Elemental phosphorus exhibits a broad structural variety and versatile properties. Phosphorus can form very complex structures, and detailed structural information on some phosphorus polymorphs is still unknown.
Yanhang Ma, ShanghaiTech University, China, Kwanpyo Kim, Yonsei University and Institute for Basic Science (IBS), Seoul, Republic of Korea, and colleagues have investigated crystalline type-II red phosphorus by combining state-of-the-art structural characterization techniques such as electron diffraction tomography, atomic-resolution scanning transmission electron microscopy (STEM), powder X-ray diffraction, and Raman spectroscopy. Type-II red phosphorus was synthesized using a chemical vapor transport (CVT) method and then characterized.
The team performed electron diffraction tomography using individual crystalline nanowires, which were obtained by mechanical exfoliation or sonication. They identified a triclinic unit cell with a volume of 5330 Å3, which is the largest unit cell for elemental phosphorus crystals so far and contains approximately 250 P atoms. Using STEM (example image pictured), the researchers confirmed that the basic building blocks of type-II red phosphorus are twisted pentagonal tubes packed in a wavy arrangement. Overall, this work provides the first in-depth structural characterization and analysis of type-II red phosphorus.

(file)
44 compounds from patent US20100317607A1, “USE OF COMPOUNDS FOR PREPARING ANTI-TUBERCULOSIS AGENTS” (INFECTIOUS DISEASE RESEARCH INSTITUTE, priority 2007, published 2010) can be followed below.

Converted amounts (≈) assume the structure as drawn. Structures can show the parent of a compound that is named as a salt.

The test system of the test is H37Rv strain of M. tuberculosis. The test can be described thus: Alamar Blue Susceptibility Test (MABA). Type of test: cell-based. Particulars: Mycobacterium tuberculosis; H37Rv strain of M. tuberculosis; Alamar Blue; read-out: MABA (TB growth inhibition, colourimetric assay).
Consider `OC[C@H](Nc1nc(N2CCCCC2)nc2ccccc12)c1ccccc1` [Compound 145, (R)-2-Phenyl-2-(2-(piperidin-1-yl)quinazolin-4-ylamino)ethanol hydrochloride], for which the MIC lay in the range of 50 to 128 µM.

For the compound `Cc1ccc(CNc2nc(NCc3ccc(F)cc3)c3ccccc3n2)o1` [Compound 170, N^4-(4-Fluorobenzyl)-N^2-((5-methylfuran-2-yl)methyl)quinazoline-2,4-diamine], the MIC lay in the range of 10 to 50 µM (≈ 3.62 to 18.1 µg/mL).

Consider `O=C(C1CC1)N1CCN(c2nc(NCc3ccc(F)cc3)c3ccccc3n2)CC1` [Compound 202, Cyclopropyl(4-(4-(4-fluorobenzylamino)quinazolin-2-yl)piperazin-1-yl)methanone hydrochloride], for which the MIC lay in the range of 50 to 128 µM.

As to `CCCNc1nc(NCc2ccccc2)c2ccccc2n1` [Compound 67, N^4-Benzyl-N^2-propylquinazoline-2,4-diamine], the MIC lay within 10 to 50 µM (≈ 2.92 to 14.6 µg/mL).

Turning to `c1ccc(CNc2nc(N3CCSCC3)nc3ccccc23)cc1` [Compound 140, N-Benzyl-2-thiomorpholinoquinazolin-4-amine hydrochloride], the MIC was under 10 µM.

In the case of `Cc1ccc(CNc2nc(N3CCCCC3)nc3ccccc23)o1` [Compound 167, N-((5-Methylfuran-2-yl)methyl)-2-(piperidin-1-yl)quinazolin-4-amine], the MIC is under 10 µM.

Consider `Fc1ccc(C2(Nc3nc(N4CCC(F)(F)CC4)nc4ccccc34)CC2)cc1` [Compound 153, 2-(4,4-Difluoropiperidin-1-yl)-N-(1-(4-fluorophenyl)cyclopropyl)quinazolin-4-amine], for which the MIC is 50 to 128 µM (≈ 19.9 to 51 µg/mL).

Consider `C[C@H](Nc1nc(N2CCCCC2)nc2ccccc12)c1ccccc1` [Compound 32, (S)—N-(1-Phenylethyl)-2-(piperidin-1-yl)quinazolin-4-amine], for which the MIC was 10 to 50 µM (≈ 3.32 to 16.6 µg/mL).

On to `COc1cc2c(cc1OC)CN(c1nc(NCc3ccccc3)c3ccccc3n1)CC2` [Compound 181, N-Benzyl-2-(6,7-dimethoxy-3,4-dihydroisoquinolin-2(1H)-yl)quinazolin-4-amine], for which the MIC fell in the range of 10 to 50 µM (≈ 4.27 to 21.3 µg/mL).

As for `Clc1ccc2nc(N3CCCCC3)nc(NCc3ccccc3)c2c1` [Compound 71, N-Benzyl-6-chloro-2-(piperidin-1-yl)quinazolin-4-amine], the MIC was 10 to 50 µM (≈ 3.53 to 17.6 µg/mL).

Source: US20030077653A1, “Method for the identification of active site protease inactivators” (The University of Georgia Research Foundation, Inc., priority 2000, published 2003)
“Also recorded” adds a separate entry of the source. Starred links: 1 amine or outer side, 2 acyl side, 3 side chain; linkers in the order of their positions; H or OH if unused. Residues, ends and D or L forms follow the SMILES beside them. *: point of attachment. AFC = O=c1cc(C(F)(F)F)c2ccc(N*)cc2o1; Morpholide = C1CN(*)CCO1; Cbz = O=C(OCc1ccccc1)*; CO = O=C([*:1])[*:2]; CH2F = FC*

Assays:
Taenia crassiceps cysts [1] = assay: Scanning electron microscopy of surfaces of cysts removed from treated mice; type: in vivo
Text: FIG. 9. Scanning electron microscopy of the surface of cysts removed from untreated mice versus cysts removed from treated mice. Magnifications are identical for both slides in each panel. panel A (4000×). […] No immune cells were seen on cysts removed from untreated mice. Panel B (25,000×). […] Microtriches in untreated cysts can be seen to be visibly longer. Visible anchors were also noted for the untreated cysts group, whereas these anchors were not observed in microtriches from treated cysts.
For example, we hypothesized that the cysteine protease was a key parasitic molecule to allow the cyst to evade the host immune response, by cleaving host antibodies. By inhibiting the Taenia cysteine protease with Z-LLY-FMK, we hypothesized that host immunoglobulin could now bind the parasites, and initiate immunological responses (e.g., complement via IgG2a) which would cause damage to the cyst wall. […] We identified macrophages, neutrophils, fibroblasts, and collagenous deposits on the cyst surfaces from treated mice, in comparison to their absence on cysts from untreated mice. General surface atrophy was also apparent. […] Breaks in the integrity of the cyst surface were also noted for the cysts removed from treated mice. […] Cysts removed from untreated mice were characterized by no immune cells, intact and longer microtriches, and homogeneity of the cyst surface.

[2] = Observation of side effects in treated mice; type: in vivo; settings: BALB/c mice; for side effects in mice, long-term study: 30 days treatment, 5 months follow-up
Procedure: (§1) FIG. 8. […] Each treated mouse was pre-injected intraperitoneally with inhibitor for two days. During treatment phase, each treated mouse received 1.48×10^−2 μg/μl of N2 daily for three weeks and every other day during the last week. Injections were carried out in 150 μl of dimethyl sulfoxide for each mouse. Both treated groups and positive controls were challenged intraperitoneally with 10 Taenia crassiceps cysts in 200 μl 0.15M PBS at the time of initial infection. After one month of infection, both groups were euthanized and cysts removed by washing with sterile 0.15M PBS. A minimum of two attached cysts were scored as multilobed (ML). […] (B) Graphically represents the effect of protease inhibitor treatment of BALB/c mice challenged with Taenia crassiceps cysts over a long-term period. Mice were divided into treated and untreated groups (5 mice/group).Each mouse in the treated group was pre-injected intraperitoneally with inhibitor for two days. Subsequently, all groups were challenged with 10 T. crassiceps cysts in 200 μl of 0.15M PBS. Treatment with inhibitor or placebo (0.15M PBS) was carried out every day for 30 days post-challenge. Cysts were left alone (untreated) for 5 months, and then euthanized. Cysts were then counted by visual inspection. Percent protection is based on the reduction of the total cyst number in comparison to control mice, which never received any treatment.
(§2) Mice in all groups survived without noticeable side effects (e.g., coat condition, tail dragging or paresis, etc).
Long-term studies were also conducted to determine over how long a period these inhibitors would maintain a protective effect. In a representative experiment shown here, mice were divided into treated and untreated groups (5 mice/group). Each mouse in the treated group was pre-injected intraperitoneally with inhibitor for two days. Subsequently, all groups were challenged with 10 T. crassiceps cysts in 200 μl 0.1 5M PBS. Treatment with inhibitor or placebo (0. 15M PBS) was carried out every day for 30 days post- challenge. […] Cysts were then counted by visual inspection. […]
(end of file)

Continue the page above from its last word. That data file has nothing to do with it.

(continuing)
- Type‐II Red Phosphorus: Wavy Packing of Twisted Pentagonal Tubes,
Jun-Yeong Yoon, Yangjin Lee, Dong-Gyu Kim, Dong Gun Oh, Jin Kyun Kim, Linshuo Guo, Jungcheol Kim, Jeongheon Choe, Kihyun Lee, Hyeonsik Cheong, Chae Un Kim, Young Jai Choi, Yanhang Ma, Kwanpyo Kim,
Angew. Chem. Int. Ed. 2023.